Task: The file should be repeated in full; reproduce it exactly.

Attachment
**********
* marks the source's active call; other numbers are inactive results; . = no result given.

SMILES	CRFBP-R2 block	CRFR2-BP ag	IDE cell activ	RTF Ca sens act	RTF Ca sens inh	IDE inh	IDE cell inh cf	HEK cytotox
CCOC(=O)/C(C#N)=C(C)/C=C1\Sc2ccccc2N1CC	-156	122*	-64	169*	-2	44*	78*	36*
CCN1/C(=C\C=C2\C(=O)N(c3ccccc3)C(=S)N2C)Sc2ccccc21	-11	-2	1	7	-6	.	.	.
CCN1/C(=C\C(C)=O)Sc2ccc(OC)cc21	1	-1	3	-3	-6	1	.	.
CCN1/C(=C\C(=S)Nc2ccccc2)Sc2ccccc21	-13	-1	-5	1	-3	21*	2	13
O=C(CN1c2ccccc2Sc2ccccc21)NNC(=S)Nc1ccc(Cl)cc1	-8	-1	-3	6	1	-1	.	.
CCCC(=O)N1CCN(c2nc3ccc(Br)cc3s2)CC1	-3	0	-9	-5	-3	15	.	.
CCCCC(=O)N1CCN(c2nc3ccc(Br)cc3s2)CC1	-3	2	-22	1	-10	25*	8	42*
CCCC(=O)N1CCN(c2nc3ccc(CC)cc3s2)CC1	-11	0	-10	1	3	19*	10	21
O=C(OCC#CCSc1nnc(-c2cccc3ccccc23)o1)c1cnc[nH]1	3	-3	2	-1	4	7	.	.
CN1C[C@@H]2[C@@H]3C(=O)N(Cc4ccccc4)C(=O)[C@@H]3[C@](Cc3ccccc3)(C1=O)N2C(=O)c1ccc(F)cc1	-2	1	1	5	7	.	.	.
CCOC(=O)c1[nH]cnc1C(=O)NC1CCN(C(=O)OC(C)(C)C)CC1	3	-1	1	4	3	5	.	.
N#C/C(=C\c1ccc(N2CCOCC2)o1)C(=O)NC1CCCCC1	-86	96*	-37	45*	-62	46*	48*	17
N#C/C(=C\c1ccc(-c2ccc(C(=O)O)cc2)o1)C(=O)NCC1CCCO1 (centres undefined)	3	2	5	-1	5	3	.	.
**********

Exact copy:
* marks the source's active call; other numbers are inactive results; . = no result given.

SMILES	CRFBP-R2 block	CRFR2-BP ag	IDE cell activ	RTF Ca sens act	RTF Ca sens inh	IDE inh	IDE cell inh cf	HEK cytotox
CCOC(=O)/C(C#N)=C(C)/C=C1\Sc2ccccc2N1CC	-156	122*	-64	169*	-2	44*	78*	36*
CCN1/C(=C\C=C2\C(=O)N(c3ccccc3)C(=S)N2C)Sc2ccccc21	-11	-2	1	7	-6	.	.	.
CCN1/C(=C\C(C)=O)Sc2ccc(OC)cc21	1	-1	3	-3	-6	1	.	.
CCN1/C(=C\C(=S)Nc2ccccc2)Sc2ccccc21	-13	-1	-5	1	-3	21*	2	13
O=C(CN1c2ccccc2Sc2ccccc21)NNC(=S)Nc1ccc(Cl)cc1	-8	-1	-3	6	1	-1	.	.
CCCC(=O)N1CCN(c2nc3ccc(Br)cc3s2)CC1	-3	0	-9	-5	-3	15	.	.
CCCCC(=O)N1CCN(c2nc3ccc(Br)cc3s2)CC1	-3	2	-22	1	-10	25*	8	42*
CCCC(=O)N1CCN(c2nc3ccc(CC)cc3s2)CC1	-11	0	-10	1	3	19*	10	21
O=C(OCC#CCSc1nnc(-c2cccc3ccccc23)o1)c1cnc[nH]1	3	-3	2	-1	4	7	.	.
CN1C[C@@H]2[C@@H]3C(=O)N(Cc4ccccc4)C(=O)[C@@H]3[C@](Cc3ccccc3)(C1=O)N2C(=O)c1ccc(F)cc1	-2	1	1	5	7	.	.	.
CCOC(=O)c1[nH]cnc1C(=O)NC1CCN(C(=O)OC(C)(C)C)CC1	3	-1	1	4	3	5	.	.
N#C/C(=C\c1ccc(N2CCOCC2)o1)C(=O)NC1CCCCC1	-86	96*	-37	45*	-62	46*	48*	17
N#C/C(=C\c1ccc(-c2ccc(C(=O)O)cc2)o1)C(=O)NCC1CCCO1 (centres undefined)	3	2	5	-1	5	3	.	.